Some brands of burgers were named??in the horsemeat controversy.??(FP)

The Veterinary Services Department of the Ministry of Agriculture has assured Barbadians that none of the affected beef products named in the horsemeat controversy currently affecting Europe, has made it onto these shores.

According to Senior Veterinary Officer, Dr. Mark Trotman, his department carried out an "extensive trace back investigation" and, to date, none of the identified products had been imported into the island.

"Since the situation is continuing and new companies and products are being identified daily, we will continue to closely monitor the situation and take whatever actions are necessary to ensure that none of the adulterated products are imported commercially into Barbados," Dr. Trotman said.

On January 15, 2013, the Food Safety Authority of Ireland reported, that after a targeted study examining the authenticity of a number of beef burger, beef meal and salami products available from retail outlets, horsemeat was found to be in a number of beef products. Since that date, more beef products have been named including products manufactured and sold across Europe including the United Kingdom and France.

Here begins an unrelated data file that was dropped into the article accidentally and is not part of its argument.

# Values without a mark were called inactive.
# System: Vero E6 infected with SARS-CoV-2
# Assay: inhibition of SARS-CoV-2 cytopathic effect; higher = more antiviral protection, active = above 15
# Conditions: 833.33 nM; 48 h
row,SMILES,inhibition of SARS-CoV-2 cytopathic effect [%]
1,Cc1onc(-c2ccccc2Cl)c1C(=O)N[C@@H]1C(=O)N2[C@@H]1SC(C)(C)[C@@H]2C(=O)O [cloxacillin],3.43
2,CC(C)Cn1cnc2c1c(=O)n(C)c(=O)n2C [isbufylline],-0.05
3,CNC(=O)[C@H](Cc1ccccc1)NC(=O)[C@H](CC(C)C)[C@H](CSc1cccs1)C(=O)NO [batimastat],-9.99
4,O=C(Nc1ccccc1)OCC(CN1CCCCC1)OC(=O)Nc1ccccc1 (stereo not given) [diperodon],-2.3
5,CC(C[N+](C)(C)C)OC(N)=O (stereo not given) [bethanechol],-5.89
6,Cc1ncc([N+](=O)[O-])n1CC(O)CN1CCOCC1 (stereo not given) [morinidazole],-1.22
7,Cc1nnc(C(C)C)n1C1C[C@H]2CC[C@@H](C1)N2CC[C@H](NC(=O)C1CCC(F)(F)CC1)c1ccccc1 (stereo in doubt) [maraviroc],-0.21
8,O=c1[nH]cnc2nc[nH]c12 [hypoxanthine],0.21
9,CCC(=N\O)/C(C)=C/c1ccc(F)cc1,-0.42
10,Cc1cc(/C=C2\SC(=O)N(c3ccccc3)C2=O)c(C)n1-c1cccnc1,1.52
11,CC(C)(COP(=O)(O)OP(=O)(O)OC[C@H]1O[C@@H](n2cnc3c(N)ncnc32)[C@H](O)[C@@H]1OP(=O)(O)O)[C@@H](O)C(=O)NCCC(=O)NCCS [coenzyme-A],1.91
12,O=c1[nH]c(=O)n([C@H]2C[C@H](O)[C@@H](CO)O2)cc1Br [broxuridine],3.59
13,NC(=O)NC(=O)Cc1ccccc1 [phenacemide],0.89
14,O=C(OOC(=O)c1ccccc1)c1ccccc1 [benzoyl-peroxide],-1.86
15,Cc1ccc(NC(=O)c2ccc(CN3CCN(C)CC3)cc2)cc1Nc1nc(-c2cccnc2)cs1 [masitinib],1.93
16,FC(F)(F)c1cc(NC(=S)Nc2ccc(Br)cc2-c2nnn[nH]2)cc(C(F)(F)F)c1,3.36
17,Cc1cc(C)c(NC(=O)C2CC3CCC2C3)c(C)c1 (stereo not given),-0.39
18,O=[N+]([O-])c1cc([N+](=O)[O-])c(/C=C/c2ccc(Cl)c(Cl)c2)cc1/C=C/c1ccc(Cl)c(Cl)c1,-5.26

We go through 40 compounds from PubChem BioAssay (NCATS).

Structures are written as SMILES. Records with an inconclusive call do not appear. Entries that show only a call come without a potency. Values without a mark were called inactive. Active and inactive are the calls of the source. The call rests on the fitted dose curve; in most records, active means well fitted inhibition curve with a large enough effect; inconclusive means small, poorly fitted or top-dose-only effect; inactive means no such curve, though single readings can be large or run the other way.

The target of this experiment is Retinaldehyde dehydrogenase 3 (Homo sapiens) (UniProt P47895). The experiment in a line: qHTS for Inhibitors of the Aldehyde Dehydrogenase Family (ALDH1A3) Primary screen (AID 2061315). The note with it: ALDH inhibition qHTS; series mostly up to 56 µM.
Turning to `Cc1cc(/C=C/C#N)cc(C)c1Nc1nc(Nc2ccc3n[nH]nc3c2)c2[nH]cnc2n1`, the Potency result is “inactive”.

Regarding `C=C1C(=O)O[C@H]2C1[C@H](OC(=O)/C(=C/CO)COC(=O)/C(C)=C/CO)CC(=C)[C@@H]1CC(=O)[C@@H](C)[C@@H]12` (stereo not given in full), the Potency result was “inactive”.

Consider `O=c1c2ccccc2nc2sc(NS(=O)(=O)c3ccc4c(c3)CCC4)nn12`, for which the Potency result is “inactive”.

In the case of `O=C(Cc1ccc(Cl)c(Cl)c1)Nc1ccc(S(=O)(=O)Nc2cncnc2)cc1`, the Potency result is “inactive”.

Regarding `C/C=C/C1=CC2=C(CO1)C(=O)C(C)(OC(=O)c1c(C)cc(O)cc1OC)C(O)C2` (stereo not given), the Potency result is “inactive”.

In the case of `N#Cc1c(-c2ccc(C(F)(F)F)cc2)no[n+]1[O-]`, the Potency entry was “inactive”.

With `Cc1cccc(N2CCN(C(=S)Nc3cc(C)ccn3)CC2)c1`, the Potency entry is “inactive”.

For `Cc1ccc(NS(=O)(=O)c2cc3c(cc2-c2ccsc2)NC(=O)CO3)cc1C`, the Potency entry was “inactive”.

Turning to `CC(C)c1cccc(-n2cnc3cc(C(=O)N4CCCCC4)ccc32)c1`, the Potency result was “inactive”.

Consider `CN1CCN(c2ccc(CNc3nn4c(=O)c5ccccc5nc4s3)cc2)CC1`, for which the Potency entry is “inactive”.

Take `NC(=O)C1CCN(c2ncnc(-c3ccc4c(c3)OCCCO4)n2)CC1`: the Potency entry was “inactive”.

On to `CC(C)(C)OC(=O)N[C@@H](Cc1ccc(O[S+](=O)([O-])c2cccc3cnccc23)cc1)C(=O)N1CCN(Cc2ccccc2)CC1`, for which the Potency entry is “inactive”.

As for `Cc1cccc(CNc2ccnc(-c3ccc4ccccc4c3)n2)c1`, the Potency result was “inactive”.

The affected brands and products include:?? Beef Lasagne made by Findus; Everyday Value Spaghetti Bolognaise, Everyday Value Beef Burgers and Beef Quarter Pounders by Tesco; Prima Frost Lasagne by Comigel; Oakhurst 100 per cent Beef Quarter Pounder Burgers, Beef Lasagna, Spaghetti Bolognaise, Oakhurst Beef Burgers, Frozen Specially Selected Aberdeen Angus Quarter Pounders by Aldi; St. Bernard Beef Burgers, Flamehouse Chargrilled Quarter Pounders produced by Dunnes Stores; Moordale Beef Burgers, Moordale Ultimate Beef Burgers, Moordale Quarter Pounders by Lidl; Frozen Beef Burgers by Dalepak; Frozen Beef Burger by Silverpak; Beef Quarter Pounders, 100 per cent Beef Quarter Pounders by Iceland; Beef Quarter Pounders, Beef Frozen Burgers with onions by Co-op; and Beef Lasagne and Beef Burgers by Whitbread.

Dr. Trotman explained that horsemeat was considered a delicacy in many European countries and its presence was not in itself a health concern. However, he added that horsemeat in a product labeled as beef was "an adulteration and is, therefore, unacceptable".

The Senior Veterinary Officer said concerns had also been raised about the potential for drug residues, such as phenylbutazone, which was a common veterinary drug used in horses that could be harmful if present in meat consumed by humans.


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